3.3. Importance is primarily dependent upon product/activity kind, since not all classes of faculty outputs are equally contributive to discipline, university, and departmental interests. Quality in knowledge production is a function of such factors as significance of the problem addressed, rigor of the logic and method applied, and innovativeness of approach. Quality with reference to teaching is a composite of sound course design, effective management of the instructional process, and attainment of university and departmental student-outcome goals. Quality in the service domain is dependent upon the individual’s contribution to the profession and to the university, college and/or departmental mission.

3.4. Third, faculty members seeking promotion should assemble a dossier of their academic work for review by colleagues. Candidates may, at their discretion, request a preliminary review of their promotion readiness. The ultimate determination of dossier quality rests upon the composite judgment of colleagues within the university, aided by external evaluations from distinguished contributors to the candidate’s particular field(s) of endeavor. Consideration also will be given to the candidate’s reputation in the field as a researcher, teacher, and professional.

3.5. Knowledge Production

3.5.1. Because there are numerous ways of achieving high quality in knowledge production, it is impractical to specify product types prerequisite to promotion. Following, however, are knowledge-product characteristics the departmental faculty considers important:

a) The product’s basic form or mode of dissemination. Journal articles and books are considered of very high importance; book chapters and published tests are of rather high importance.

b) Nature of the product’s content and/or the process involved in deriving it. Theory development and research are of very high importance; concept development/invention and concept presentation/explication are of rather high importance; editing is of rather high to moderate importance.

c) Nature of the product’s review prior to publication or dissemination. Refereed reviews are of very high importance; peer reviews are of rather high importance.

d) Primary audience or user-group for the product. Professional peers and the general professional or scientific community are of very high importance as target audiences; specialized groups and undergraduates are of rather high to moderate importance.

e) Degree of continuity in the product. Programmatic and thematic efforts are of rather high importance.

3.5.2. Although these characteristics per se do not assure high quality in knowledge production, they are considered supportive of promotion, provided individual products meet quality standards. It should be noted, however, that this list is neither prescriptive nor proscriptive. Individual products of other kinds might well be judged as important and high in quality. Further, it should be noted that systematic research efforts are cardinal to this university’s mission and to the operation of a high quality graduate program in psychology. Accordingly, a candidate’s dossier must contain products that clearly demonstrate his or her research competence.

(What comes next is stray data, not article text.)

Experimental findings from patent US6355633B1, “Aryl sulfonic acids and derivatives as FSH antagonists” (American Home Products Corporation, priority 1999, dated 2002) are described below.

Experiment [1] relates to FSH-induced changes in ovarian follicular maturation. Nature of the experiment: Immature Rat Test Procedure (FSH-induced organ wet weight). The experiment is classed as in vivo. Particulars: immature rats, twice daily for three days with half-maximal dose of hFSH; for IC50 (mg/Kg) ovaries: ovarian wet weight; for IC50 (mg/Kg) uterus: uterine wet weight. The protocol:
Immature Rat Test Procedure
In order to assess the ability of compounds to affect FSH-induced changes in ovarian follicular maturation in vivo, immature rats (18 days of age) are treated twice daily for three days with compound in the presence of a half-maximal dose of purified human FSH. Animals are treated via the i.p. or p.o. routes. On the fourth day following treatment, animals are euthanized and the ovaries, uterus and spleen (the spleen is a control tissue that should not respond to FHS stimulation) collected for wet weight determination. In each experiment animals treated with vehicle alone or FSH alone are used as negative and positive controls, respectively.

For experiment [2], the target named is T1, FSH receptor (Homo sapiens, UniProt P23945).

3.6. Teaching

Undergraduate and graduate teaching are both essential to the department’s mission and hence supportive of promotion. Teaching effectiveness will be determined through such indicators as student evaluations, peer evaluations, teaching awards, and collegial judgments of course adequacy as reflected in course syllabi and materials. Above-average teaching loads will receive consideration. Considerable credit will be given for undergraduate and graduate-student research supervision and to collaborative papers and publications with students. Course and curriculum development also will count, as will advising, including the question of how available a faculty member makes him- or herself to students.

3.7. Service

Evaluation of service will be based upon the amount, quality, and importance of the candidate’s service to the department, college, university, community, and/or profession. Important contributions can be made in any of these areas. Faculty service activities are essential to the successful fulfillment of the organization’s mission at the departmental, college, and university levels. Dedicated service to the department or college will count significantly, even if such activities are “invisible” outside the unit involved. Competitive grant/contract activity also will count significantly. (Although included here under Service, it is important to recognize that, depending upon circumstances, grant activity could be considered a component of either Knowledge Production or Teaching. In many cases, such activity will contribute to some combination of categories.) Consideration must be given to the many different patterns of activities through which an individual may provide service. Although some mix of service activities is desirable, the faculty member is not necessarily expected to have contributed heavily in all of the forenamed areas.

4. Standards for Reappointment as Assistant Professor

Based upon the general standards specified in section III, a faculty member being considered for reappointment as assistant professor should have established a record justifying a reasonable expectation that the standards for promotion to associate professor with tenure would be met in years left before that decision date.  Progress toward those standards in all three areas should be evident with particular emphasis on knowledge production and teaching.